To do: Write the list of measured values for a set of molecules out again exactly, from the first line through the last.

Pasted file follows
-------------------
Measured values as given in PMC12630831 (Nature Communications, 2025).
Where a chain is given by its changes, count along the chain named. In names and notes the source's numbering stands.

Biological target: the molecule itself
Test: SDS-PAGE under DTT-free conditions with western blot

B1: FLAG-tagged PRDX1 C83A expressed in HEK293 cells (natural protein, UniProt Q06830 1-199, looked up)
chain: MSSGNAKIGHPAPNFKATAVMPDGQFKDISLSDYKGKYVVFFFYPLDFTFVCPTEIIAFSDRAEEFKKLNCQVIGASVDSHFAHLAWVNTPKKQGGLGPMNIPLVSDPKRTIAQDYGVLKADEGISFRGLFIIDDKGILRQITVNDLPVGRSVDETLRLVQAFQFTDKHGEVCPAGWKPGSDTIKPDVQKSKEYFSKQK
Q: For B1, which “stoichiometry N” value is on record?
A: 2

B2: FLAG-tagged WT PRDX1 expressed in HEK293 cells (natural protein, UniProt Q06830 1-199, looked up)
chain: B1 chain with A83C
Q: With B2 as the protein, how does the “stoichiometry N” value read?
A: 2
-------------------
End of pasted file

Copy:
Measured values as given in PMC12630831 (Nature Communications, 2025).
Where a chain is given by its changes, count along the chain named. In names and notes the source's numbering stands.

Biological target: the molecule itself
Test: SDS-PAGE under DTT-free conditions with western blot

B1: FLAG-tagged PRDX1 C83A expressed in HEK293 cells (natural protein, UniProt Q06830 1-199, looked up)
chain: MSSGNAKIGHPAPNFKATAVMPDGQFKDISLSDYKGKYVVFFFYPLDFTFVCPTEIIAFSDRAEEFKKLNCQVIGASVDSHFAHLAWVNTPKKQGGLGPMNIPLVSDPKRTIAQDYGVLKADEGISFRGLFIIDDKGILRQITVNDLPVGRSVDETLRLVQAFQFTDKHGEVCPAGWKPGSDTIKPDVQKSKEYFSKQK
Q: For B1, which “stoichiometry N” value is on record?
A: 2

B2: FLAG-tagged WT PRDX1 expressed in HEK293 cells (natural protein, UniProt Q06830 1-199, looked up)
chain: B1 chain with A83C
Q: With B2 as the protein, how does the “stoichiometry N” value read?
A: 2